Over the years I’ve come to realize that one of the most ignored things in peoples’ daily training is rehabilitation work, also known as “prehab.” Prehab is a combination of corrective exercises, mobility work, soft tissue techniques, and temperature therapies intended to prevent future injury and strengthen current weaknesses and instabilities. Personally, I see prehab as an essential group of training exercises that allow me to be “less messed up.” In case this is your first time hearing the word and the corrective exercises commonly associated with prehab, I have included a list below.

Common Corrective Exercises

  • Shoulder Internal/External Rotation
  • Scap Retractions
  • Glute Bridges
  • Terminal Knee Extensions
  • Shoulder I’s-T’s-Y’s
  • Bird Dogs
  • Band Walks

As you can see, a lot of these exercises might seem less fun to do than a squat, bench, or deadlift. Since those exercises also have a minimal direct effect on physical jacked-ness, they probably seem pretty unappealing compared to bicep curls, Kroc rows, and booty blasters. I’m guessing those above reasons contribute to why people tend to save corrective exercises for the end of their workouts and often forget to do them. It really seems like most people don’t care about corrective exercises and prehab until chronic injury and age rear their ugly heads. Enter: my current life situation.

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I hate to admit it, but aging and chronic injuries have been a catalyst for my current interest in diligently doing my corrective exercises. And, since I realized that the resulting weaknesses were holding me back from getting stronger, I decided to do something about it. That something is prework. Prework, or corrective exercises done during the warm-up, serves to prevent injury, increase strength, and overcome the forgetfulness that occurs when it is time for corrective exercises to be executed at the end of a workout.

So, since the point of this article isn’t to just tell you to do “prework” and then leave you hanging, I’ll suggest how to incorporate it in your training so that it gets done and gets you stronger.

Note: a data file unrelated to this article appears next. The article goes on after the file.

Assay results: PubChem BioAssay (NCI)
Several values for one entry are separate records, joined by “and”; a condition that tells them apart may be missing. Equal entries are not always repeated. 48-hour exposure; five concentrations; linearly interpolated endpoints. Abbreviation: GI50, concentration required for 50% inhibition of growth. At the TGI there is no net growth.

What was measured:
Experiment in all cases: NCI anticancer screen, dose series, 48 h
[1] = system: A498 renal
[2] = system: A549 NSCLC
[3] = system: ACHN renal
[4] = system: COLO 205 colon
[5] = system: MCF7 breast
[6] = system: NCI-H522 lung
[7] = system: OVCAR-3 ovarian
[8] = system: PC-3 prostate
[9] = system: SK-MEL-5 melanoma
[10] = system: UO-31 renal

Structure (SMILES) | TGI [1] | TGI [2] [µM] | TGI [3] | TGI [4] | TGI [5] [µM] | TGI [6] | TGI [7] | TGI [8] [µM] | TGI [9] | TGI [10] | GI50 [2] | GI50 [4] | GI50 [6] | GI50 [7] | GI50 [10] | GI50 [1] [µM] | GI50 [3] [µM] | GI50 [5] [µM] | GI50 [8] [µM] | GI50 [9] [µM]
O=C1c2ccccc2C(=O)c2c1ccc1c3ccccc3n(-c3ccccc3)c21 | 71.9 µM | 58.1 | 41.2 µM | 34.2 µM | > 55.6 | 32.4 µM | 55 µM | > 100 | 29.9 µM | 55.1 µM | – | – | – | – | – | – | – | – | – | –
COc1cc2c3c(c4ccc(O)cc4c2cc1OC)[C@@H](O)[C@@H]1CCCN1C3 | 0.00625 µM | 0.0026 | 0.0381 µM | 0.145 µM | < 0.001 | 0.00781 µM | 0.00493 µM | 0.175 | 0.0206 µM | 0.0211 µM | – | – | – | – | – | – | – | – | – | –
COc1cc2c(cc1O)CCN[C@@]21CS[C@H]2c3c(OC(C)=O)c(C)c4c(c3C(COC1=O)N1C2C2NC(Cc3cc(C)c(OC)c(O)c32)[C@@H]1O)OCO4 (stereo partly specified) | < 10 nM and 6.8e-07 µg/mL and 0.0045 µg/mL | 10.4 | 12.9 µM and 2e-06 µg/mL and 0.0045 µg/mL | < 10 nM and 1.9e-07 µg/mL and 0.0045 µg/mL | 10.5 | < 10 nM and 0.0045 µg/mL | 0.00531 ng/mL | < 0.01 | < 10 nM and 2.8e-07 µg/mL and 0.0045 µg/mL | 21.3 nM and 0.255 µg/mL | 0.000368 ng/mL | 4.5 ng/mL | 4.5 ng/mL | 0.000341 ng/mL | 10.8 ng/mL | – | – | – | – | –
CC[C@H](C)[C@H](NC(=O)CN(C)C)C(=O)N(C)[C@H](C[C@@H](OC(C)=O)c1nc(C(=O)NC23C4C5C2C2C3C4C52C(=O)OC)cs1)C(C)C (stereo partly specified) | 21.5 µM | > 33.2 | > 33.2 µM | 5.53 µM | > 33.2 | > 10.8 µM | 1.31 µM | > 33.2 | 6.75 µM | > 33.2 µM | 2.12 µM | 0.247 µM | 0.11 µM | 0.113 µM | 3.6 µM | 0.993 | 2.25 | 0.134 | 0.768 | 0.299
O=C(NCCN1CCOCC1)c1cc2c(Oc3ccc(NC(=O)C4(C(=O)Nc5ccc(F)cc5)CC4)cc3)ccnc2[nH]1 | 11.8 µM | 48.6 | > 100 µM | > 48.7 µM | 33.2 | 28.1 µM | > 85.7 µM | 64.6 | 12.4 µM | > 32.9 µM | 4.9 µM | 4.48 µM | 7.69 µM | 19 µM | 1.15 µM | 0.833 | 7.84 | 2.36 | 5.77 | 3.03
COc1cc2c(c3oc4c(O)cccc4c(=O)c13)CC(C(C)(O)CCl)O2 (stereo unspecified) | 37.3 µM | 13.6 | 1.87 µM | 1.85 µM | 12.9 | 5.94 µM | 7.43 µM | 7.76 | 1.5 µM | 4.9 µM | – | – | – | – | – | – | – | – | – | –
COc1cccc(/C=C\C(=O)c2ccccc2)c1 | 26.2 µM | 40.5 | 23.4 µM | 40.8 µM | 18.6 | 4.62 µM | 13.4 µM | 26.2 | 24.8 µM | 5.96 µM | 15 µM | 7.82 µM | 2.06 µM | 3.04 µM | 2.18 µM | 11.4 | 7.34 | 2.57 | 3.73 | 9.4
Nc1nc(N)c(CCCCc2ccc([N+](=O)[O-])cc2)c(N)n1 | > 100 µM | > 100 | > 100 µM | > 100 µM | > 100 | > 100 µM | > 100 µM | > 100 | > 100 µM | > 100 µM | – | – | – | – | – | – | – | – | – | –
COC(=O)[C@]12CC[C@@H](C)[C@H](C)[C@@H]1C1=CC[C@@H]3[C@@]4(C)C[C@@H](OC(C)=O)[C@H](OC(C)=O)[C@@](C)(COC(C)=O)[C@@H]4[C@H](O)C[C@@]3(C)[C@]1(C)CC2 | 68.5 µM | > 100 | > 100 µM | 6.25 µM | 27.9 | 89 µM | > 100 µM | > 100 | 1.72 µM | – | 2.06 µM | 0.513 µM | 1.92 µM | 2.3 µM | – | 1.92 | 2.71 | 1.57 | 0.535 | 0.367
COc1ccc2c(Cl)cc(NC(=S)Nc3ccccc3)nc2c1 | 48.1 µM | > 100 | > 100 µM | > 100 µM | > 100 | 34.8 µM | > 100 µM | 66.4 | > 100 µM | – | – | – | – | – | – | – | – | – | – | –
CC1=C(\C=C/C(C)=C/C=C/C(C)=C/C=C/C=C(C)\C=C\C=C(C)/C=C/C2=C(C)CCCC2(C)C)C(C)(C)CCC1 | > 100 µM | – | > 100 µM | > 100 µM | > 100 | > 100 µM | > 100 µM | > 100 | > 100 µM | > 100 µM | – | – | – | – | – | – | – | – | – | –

JL prehab

Prework: The combination of Corrective Exercises and Warm-Ups

A warm-up is typically done first in a workout to help prevent injuries by increasing blood flow to the working muscles and tendons. Warm-ups often include bodyweight movements that promote increases in heart rate and body temperature over the course of five to 10 minutes. I have found that this is a great moment to work corrective exercises into your training. If done in a circuit fashion, a string of repeated, corrective, exercises can have the combined effect of elevating your heart rate and preparing your muscles to work. Thus, prework provides an effective warm-up that also tackles the whole prehabilitation-training thing. Below I have provided examples of prework for upper and lower body training sessions.

Upper Body Example (Repeat 3-4 Times)

1. Bodyweight I’s-T’s-Y’s x 10 Reps Each Letter

  • Can be done face down on floor, on bench (flat/incline), or bent over.
  • Can be done with thumb up, in neutral, thumb down, or all three.

2. Scapula Push-Ups x 15 Reps

  • Retract your shoulders, protract your shoulders, then do a full push-up.

3. Retract and Row x 10-15 Reps

  • Can be done using seated on a cable row, standing using rope attachment, or bent with a barbell.